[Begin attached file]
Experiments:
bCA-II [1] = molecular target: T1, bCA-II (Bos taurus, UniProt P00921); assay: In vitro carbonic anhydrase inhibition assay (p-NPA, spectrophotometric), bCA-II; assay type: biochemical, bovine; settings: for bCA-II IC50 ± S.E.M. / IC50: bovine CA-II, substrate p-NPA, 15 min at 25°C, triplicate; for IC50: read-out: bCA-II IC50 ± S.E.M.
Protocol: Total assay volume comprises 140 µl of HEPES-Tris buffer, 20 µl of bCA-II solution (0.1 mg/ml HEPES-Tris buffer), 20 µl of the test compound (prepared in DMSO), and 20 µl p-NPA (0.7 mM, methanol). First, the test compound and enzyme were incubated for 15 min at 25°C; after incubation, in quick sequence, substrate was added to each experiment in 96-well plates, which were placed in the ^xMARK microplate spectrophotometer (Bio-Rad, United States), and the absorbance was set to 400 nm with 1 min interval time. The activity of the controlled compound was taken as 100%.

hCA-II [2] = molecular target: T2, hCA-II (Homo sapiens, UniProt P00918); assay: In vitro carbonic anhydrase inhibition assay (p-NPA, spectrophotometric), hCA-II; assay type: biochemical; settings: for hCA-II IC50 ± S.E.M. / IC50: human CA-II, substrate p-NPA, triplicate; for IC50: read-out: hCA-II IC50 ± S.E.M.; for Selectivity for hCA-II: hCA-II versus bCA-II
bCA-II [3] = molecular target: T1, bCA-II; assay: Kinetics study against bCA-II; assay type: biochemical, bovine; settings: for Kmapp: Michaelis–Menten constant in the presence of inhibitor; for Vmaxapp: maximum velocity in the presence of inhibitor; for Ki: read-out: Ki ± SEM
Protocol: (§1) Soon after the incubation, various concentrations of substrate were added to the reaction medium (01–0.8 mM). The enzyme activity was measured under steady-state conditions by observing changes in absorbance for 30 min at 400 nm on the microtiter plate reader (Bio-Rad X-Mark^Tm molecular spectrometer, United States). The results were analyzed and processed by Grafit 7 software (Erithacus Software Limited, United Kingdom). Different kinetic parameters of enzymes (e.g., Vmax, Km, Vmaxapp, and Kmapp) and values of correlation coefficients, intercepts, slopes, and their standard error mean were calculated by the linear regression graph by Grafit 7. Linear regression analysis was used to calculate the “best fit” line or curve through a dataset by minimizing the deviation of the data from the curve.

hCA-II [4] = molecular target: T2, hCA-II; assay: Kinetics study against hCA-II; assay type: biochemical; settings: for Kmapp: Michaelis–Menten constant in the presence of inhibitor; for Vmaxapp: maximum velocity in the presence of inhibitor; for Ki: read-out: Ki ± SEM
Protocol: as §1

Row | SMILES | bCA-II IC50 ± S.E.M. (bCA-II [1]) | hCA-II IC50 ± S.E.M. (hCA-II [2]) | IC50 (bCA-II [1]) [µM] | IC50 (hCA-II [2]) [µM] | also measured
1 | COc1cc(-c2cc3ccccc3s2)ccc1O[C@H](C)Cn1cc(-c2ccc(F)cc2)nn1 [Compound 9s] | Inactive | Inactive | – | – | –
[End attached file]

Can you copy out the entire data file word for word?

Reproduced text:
Experiments:
bCA-II [1] = molecular target: T1, bCA-II (Bos taurus, UniProt P00921); assay: In vitro carbonic anhydrase inhibition assay (p-NPA, spectrophotometric), bCA-II; assay type: biochemical, bovine; settings: for bCA-II IC50 ± S.E.M. / IC50: bovine CA-II, substrate p-NPA, 15 min at 25°C, triplicate; for IC50: read-out: bCA-II IC50 ± S.E.M.
Protocol: Total assay volume comprises 140 µl of HEPES-Tris buffer, 20 µl of bCA-II solution (0.1 mg/ml HEPES-Tris buffer), 20 µl of the test compound (prepared in DMSO), and 20 µl p-NPA (0.7 mM, methanol). First, the test compound and enzyme were incubated for 15 min at 25°C; after incubation, in quick sequence, substrate was added to each experiment in 96-well plates, which were placed in the ^xMARK microplate spectrophotometer (Bio-Rad, United States), and the absorbance was set to 400 nm with 1 min interval time. The activity of the controlled compound was taken as 100%.

hCA-II [2] = molecular target: T2, hCA-II (Homo sapiens, UniProt P00918); assay: In vitro carbonic anhydrase inhibition assay (p-NPA, spectrophotometric), hCA-II; assay type: biochemical; settings: for hCA-II IC50 ± S.E.M. / IC50: human CA-II, substrate p-NPA, triplicate; for IC50: read-out: hCA-II IC50 ± S.E.M.; for Selectivity for hCA-II: hCA-II versus bCA-II
bCA-II [3] = molecular target: T1, bCA-II; assay: Kinetics study against bCA-II; assay type: biochemical, bovine; settings: for Kmapp: Michaelis–Menten constant in the presence of inhibitor; for Vmaxapp: maximum velocity in the presence of inhibitor; for Ki: read-out: Ki ± SEM
Protocol: (§1) Soon after the incubation, various concentrations of substrate were added to the reaction medium (01–0.8 mM). The enzyme activity was measured under steady-state conditions by observing changes in absorbance for 30 min at 400 nm on the microtiter plate reader (Bio-Rad X-Mark^Tm molecular spectrometer, United States). The results were analyzed and processed by Grafit 7 software (Erithacus Software Limited, United Kingdom). Different kinetic parameters of enzymes (e.g., Vmax, Km, Vmaxapp, and Kmapp) and values of correlation coefficients, intercepts, slopes, and their standard error mean were calculated by the linear regression graph by Grafit 7. Linear regression analysis was used to calculate the “best fit” line or curve through a dataset by minimizing the deviation of the data from the curve.

hCA-II [4] = molecular target: T2, hCA-II; assay: Kinetics study against hCA-II; assay type: biochemical; settings: for Kmapp: Michaelis–Menten constant in the presence of inhibitor; for Vmaxapp: maximum velocity in the presence of inhibitor; for Ki: read-out: Ki ± SEM
Protocol: as §1

Row | SMILES | bCA-II IC50 ± S.E.M. (bCA-II [1]) | hCA-II IC50 ± S.E.M. (hCA-II [2]) | IC50 (bCA-II [1]) [µM] | IC50 (hCA-II [2]) [µM] | also measured
1 | COc1cc(-c2cc3ccccc3s2)ccc1O[C@H](C)Cn1cc(-c2ccc(F)cc2)nn1 [Compound 9s] | Inactive | Inactive | – | – | –